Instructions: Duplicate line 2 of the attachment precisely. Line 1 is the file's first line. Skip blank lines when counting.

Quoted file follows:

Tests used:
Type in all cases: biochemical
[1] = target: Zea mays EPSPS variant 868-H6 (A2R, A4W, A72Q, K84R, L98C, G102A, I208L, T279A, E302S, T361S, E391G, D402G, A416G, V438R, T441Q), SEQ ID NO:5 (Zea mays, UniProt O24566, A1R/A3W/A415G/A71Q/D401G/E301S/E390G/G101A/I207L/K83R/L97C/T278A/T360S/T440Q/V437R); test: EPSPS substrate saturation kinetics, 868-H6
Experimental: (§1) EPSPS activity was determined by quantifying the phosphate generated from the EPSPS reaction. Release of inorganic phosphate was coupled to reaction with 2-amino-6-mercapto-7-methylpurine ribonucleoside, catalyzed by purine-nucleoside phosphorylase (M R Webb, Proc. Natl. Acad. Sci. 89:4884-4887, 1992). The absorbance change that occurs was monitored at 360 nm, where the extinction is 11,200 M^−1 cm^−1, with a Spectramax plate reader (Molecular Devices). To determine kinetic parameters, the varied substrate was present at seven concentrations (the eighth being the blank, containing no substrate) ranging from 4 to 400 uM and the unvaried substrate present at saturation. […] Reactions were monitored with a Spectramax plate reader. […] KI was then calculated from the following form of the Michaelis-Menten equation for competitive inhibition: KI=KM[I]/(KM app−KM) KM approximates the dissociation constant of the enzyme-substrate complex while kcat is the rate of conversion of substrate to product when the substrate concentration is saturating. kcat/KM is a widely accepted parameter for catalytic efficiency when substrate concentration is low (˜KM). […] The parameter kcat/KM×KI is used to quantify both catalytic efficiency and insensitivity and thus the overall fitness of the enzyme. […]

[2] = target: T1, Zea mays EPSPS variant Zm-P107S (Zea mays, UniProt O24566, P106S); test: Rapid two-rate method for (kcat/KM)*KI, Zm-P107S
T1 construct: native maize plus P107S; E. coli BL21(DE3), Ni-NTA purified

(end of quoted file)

Type in all cases: biochemical